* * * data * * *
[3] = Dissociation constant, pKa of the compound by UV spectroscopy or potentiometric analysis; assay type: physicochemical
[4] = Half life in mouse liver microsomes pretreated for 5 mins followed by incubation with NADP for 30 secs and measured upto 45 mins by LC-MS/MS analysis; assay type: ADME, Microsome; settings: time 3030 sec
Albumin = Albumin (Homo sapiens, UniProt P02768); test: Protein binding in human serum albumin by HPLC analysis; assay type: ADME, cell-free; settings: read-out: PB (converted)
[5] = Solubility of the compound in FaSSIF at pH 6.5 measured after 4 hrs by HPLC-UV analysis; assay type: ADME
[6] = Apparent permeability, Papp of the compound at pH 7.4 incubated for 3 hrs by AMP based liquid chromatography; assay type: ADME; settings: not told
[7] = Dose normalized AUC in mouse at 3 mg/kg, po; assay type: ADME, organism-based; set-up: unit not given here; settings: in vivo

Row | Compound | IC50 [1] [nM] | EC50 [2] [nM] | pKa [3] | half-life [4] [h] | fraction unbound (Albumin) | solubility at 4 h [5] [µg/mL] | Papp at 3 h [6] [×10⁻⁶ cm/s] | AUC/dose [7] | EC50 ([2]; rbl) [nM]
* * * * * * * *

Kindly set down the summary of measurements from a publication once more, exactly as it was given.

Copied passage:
[3] = Dissociation constant, pKa of the compound by UV spectroscopy or potentiometric analysis; assay type: physicochemical
[4] = Half life in mouse liver microsomes pretreated for 5 mins followed by incubation with NADP for 30 secs and measured upto 45 mins by LC-MS/MS analysis; assay type: ADME, Microsome; settings: time 3030 sec
Albumin = Albumin (Homo sapiens, UniProt P02768); test: Protein binding in human serum albumin by HPLC analysis; assay type: ADME, cell-free; settings: read-out: PB (converted)
[5] = Solubility of the compound in FaSSIF at pH 6.5 measured after 4 hrs by HPLC-UV analysis; assay type: ADME
[6] = Apparent permeability, Papp of the compound at pH 7.4 incubated for 3 hrs by AMP based liquid chromatography; assay type: ADME; settings: not told
[7] = Dose normalized AUC in mouse at 3 mg/kg, po; assay type: ADME, organism-based; set-up: unit not given here; settings: in vivo

Row | Compound | IC50 [1] [nM] | EC50 [2] [nM] | pKa [3] | half-life [4] [h] | fraction unbound (Albumin) | solubility at 4 h [5] [µg/mL] | Papp at 3 h [6] [×10⁻⁶ cm/s] | AUC/dose [7] | EC50 ([2]; rbl) [nM]